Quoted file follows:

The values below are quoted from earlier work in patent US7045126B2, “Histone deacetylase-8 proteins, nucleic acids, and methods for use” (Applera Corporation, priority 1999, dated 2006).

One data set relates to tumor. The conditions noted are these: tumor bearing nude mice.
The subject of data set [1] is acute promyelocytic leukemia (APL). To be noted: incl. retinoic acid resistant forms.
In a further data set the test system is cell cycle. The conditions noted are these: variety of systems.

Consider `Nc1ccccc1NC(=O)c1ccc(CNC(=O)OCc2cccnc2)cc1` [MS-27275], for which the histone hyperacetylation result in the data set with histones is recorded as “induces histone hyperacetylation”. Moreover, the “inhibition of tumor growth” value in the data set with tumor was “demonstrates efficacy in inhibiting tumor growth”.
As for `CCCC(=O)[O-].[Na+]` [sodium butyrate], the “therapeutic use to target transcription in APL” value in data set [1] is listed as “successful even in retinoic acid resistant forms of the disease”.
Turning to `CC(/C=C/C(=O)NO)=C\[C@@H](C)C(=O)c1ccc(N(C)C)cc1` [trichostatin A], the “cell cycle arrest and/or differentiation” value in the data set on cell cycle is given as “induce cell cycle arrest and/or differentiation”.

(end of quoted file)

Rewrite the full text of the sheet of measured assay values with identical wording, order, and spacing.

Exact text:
The values below are quoted from earlier work in patent US7045126B2, “Histone deacetylase-8 proteins, nucleic acids, and methods for use” (Applera Corporation, priority 1999, dated 2006).

One data set relates to tumor. The conditions noted are these: tumor bearing nude mice.
The subject of data set [1] is acute promyelocytic leukemia (APL). To be noted: incl. retinoic acid resistant forms.
In a further data set the test system is cell cycle. The conditions noted are these: variety of systems.

Consider `Nc1ccccc1NC(=O)c1ccc(CNC(=O)OCc2cccnc2)cc1` [MS-27275], for which the histone hyperacetylation result in the data set with histones is recorded as “induces histone hyperacetylation”. Moreover, the “inhibition of tumor growth” value in the data set with tumor was “demonstrates efficacy in inhibiting tumor growth”.
As for `CCCC(=O)[O-].[Na+]` [sodium butyrate], the “therapeutic use to target transcription in APL” value in data set [1] is listed as “successful even in retinoic acid resistant forms of the disease”.
Turning to `CC(/C=C/C(=O)NO)=C\[C@@H](C)C(=O)c1ccc(N(C)C)cc1` [trichostatin A], the “cell cycle arrest and/or differentiation” value in the data set on cell cycle is given as “induce cell cycle arrest and/or differentiation”.